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Reductions in shortfall penalties, the downward trend continues…. but for how long?

Tax Alert - November 2023

By Robyn Walker & Amy Sexton

Every year the Commissioner of Inland Revenue is required to report to the Minster of Finance under section 141L of the Tax Administration Act 1994 on the shortfall penalties that have been applied in that financial year. Earlier this year the Commissioner issued his report for the year ending 30 June 2022. The report showed that for the 2022 income year, the Inland Revenue imposed $22,122,067 (1,887 individual penalties) of shortfall penalties, compared with $13,922,752 (3,431 individual penalties) in 2021.

Shortfall penalties are imposed to encourage taxpayers to voluntarily comply with their tax obligations. The penalties have a progressive level of severity, depending on the nature of the breach and are imposed as a fixed percentage of a tax shortfall identified in a voluntary disclosure from a taxpayer or an Inland Revenue investigation/audit.

The shortfall penalty regime

When a taxpayer takes a tax position that the Inland Revenue later determines to be incorrect, the taxpayer may be charged a penalty on the tax shortfall. The table below summarises the shortfall penalty framework:

The framework aims to assess the taxpayer’s level of culpability for the tax shortfall and ensure the penalty is proportionate to the seriousness of the breach. In some circumstances the amount of shortfall penalty may be reduced, including:

  • 100% reduction (in cases of not taking reasonable care or unacceptable tax position) when a full unprompted voluntary disclosure is made
  • 75% reduction (in the case of other penalties) when a full unprompted voluntary disclosure is made
  • 75% reduction if there is a “temporary shortfall” when a taxpayer has reversed or corrected a shortfall permanently
  • 40% reduction when a voluntary disclosure is made post notification of an investigation/audit but before the investigation/audit starts
  • 50% reduction for taxpayers with “prior good behaviour”

Trends in shortfall penalties imposed

Since a peak in 2017, there has been a steady drop in the total number of shortfall penalties imposed, which coincides with the Inland Revenue’s Business Transformation project and from 2020, their COVID-19 pandemic response work. The total dollar value of the penalties imposed has however fluctuated over time, with the Inland Revenue advising the increase in 2022 being influenced by penalties imposed on one taxpayer involved in an avoidance arrangement.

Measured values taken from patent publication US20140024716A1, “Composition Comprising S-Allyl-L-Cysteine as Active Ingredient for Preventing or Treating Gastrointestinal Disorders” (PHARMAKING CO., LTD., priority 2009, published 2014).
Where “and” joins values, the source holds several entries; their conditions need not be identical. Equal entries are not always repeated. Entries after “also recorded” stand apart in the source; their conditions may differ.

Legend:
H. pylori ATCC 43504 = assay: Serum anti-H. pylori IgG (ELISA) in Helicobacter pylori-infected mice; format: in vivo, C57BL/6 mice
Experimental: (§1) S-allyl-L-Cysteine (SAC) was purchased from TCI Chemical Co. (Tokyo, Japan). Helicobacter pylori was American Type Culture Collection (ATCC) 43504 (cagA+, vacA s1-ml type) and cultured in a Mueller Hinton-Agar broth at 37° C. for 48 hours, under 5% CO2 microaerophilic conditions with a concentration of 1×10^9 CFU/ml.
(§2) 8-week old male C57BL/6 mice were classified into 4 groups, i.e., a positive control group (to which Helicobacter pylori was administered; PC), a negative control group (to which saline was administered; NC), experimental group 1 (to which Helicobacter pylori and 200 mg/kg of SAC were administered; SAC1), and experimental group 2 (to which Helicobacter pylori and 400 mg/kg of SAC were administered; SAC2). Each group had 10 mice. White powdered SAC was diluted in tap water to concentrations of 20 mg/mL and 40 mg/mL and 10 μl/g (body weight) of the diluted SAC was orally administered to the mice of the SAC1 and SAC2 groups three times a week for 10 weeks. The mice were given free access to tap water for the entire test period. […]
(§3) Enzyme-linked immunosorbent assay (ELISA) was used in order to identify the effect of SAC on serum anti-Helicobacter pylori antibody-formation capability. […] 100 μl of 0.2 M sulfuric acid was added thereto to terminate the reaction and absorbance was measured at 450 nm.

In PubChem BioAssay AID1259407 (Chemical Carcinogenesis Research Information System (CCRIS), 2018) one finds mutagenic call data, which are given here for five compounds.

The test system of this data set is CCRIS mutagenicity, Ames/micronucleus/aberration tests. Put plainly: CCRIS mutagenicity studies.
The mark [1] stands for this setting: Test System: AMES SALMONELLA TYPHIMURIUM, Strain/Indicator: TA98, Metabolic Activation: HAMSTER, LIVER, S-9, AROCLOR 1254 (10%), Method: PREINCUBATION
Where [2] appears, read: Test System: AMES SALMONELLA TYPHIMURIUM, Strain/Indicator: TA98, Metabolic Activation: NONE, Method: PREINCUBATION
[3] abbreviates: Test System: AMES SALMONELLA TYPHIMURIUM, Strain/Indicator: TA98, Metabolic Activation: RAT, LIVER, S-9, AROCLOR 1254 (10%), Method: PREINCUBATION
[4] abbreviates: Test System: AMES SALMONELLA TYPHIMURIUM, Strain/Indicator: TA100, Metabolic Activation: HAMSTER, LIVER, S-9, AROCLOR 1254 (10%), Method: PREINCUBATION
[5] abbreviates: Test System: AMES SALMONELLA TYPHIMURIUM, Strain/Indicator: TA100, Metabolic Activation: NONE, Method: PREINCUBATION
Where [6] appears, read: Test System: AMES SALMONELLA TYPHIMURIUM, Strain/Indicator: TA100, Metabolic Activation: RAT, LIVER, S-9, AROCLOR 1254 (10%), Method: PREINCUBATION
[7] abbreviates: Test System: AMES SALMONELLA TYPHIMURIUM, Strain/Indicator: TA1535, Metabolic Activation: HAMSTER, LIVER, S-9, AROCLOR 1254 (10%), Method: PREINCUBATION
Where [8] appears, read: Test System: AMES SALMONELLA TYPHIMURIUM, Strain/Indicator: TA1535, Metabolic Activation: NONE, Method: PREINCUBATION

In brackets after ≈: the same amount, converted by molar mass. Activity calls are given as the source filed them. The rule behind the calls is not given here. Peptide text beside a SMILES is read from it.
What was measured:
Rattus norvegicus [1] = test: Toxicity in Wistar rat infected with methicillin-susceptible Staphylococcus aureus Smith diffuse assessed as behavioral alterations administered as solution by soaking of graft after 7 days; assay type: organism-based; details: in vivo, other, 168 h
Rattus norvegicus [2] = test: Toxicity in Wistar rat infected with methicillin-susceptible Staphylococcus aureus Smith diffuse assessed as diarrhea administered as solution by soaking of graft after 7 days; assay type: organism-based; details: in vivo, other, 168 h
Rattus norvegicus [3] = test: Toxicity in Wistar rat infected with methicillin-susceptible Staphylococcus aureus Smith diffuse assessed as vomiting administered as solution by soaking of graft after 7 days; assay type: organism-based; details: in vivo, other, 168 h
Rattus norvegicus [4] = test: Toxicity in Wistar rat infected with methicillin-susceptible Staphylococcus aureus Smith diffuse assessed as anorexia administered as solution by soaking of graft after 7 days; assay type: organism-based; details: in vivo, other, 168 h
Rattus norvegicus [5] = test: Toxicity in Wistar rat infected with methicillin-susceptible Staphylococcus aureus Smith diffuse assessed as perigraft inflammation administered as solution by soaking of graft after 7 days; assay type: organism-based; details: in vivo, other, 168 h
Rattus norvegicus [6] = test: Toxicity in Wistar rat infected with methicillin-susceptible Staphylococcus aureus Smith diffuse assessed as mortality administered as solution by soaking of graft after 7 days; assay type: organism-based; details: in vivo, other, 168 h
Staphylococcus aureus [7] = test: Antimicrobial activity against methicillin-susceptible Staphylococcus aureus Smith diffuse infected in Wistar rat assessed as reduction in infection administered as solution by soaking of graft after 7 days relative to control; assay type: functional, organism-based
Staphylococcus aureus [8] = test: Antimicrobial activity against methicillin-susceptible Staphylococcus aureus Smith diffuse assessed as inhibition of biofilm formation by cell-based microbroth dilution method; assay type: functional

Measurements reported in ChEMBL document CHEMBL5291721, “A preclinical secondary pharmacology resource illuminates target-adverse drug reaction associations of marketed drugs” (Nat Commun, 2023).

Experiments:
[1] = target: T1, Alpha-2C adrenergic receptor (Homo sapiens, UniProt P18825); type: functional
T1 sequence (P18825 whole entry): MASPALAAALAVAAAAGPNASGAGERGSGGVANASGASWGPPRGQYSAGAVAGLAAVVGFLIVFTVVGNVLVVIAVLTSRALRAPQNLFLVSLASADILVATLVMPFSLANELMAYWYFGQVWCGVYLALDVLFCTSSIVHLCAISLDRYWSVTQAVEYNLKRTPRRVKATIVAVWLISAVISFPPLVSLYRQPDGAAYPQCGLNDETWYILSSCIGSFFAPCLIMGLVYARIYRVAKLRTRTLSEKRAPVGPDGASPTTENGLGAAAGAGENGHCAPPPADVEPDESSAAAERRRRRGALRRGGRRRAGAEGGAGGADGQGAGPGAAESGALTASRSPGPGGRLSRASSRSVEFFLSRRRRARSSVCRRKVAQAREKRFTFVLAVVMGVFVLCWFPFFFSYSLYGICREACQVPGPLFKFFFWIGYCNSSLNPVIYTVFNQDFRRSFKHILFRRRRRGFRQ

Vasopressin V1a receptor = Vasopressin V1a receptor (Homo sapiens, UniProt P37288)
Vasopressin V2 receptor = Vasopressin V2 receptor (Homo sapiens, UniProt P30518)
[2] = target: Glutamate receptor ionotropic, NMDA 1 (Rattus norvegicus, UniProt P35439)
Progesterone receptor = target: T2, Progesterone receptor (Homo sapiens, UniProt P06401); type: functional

GST remains the tax type with the highest number of shortfall penalties imposed and the decline in GST penalties from 2017 is dramatic when compared to the other main tax types. This drop in GST penalties again corresponds with the Inland Revenue’s focus on Business Transformation and the pandemic. Income tax remains the tax type with the highest “dollar value” of shortfall penalties imposed.

When looking at the type of shortfall penalties imposed the numbers show that if a penalty is imposed it is most likely to be for evasion (150%), gross carelessness (40%) or not taking reasonable care (20%). However, when looking at the actual dollar value, these types of penalties are dwarfed by the abusive tax position (100%) penalty. This is due to the fact that tax avoidance cases, while not common, usually deal with very large tax shortfalls, for example, the Trinity forestry schemes, and the use of mandatory convertible notes and optional convertible notes, in which tax shortfalls were in the millions.

Overall, the trend shown in these charts is that the has been an ongoing reduction in the shortfall penalties imposed. There are likely to be a number of factors that have influenced this trend, including the reduction in Inland Revenue staff numbers, the reallocation of resources at Inland Revenue arising from both Business Transformation and the response to the pandemic, as well as an increased focus on taxpayer education and processes to help taxpayers get their tax positions “right from the start”.

Increasing investigation/audit activity

Now that both the Business Transformation programme and pandemic work have finished, Inland Revenue is now shifting its focus back to investigations. This has been demonstrated by the increase in GST return reviews we have seen being initiated by the Inland Revenue recently. Time will tell whether this shift back to “business as usual” for the Inland Revenue will result in an upward trend in shortfall penalties when we review the next few shortfall penalty reports.

If you have any concerns about tax positions you have taken or increased Inland Revenue audit activity, seek advice from your usual Deloitte advisor as prompt action can help mitigate future penalties.

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